Taboo Trade-Offs, Relational Framing, and the Acceptability of Exchanges
Journal of Consumer Psychology, Vol. 15, No. 1, pp. 2-15, 2005
15 Pages Posted: 17 Feb 2010
Date Written: 2005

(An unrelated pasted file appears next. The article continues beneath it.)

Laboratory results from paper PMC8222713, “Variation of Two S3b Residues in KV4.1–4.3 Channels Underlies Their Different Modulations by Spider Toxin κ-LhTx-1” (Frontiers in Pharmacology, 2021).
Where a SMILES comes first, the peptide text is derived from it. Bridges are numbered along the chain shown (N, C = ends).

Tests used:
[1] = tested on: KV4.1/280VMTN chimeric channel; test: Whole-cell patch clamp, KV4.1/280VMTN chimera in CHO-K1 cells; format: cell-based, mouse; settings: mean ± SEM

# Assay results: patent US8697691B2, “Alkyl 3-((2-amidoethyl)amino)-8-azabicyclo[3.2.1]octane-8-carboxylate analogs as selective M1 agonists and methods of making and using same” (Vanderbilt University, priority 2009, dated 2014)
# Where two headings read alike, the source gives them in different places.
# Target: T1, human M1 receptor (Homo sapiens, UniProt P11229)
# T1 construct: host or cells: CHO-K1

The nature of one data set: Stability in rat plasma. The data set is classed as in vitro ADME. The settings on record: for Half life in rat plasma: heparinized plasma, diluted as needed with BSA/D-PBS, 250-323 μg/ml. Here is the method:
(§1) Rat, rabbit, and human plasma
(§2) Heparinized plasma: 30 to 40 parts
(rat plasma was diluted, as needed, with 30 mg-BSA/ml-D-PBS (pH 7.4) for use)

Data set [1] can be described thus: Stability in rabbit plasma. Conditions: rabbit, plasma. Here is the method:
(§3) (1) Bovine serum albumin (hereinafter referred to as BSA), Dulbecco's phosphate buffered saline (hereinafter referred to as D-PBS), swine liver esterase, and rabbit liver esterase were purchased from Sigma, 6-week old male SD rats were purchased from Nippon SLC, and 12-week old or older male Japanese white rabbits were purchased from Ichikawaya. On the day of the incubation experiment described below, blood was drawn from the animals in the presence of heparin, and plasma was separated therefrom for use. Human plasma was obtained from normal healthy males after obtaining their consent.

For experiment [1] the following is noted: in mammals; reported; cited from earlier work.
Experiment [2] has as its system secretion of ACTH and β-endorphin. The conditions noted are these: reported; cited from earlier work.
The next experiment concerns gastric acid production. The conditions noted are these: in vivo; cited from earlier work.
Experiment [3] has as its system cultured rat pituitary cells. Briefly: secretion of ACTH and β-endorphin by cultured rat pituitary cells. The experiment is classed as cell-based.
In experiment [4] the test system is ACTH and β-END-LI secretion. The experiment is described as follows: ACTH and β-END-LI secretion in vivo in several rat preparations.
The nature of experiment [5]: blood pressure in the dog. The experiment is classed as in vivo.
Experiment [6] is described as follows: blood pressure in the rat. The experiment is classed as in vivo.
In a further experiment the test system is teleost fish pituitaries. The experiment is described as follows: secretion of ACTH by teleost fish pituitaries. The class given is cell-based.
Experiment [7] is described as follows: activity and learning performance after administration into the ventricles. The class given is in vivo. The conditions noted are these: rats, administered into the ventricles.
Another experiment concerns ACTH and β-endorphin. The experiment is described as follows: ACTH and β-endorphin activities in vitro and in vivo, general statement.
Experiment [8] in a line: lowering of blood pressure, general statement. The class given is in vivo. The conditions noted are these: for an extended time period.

This article reports 4 experiments demonstrating the power of social-relational framing to complicate superficially straightforward economic exchanges of goods and services. Drawing from Alan Fiske’s theoretical framework as well as Tetlock’s sacred value protection model, the experiments demonstrate (a) pricing distortions and refusals to answer certain questions when people contemplate buying or selling objects endowed with special relational significance; (b) moral outrage and cognitive confusion when people are asked whether they would allow market-pricing norms to influence decisions that fall under the normative purview of communal-sharing, authority-ranking, and equality-matching relationships; and (c) elements of tactical flexibility in how people respond to breaches of relational boundaries (a willingness to turn a blind eye to taboo trade-offs when it is in their interest to do so). An agenda for future work is offered that explores how pragmatic, economic interests are balanced against the desire to be (or appear to be) the type of person who honors social-relational constraints on what should be considered fungible.
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